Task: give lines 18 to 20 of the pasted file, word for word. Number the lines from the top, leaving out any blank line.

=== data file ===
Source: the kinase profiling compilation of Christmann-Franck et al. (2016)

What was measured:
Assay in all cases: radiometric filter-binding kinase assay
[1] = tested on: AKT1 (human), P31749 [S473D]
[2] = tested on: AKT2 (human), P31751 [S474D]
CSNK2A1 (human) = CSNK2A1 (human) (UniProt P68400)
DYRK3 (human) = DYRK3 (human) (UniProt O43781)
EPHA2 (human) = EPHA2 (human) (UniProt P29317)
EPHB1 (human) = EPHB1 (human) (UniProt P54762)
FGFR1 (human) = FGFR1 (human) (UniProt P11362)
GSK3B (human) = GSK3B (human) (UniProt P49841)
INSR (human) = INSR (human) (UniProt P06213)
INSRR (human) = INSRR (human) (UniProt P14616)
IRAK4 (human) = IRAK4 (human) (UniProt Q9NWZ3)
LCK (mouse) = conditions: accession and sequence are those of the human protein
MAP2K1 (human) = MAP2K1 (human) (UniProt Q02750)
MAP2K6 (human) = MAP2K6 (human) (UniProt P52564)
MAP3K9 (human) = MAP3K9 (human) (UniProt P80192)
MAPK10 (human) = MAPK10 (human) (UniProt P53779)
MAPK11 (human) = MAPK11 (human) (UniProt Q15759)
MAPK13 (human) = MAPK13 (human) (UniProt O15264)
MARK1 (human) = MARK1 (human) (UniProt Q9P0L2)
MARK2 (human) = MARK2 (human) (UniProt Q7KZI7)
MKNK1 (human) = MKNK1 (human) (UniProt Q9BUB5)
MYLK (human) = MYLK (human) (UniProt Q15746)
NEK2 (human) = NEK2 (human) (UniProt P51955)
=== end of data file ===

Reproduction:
MAP3K9 (human) = MAP3K9 (human) (UniProt P80192)
MAPK10 (human) = MAPK10 (human) (UniProt P53779)
MAPK11 (human) = MAPK11 (human) (UniProt Q15759)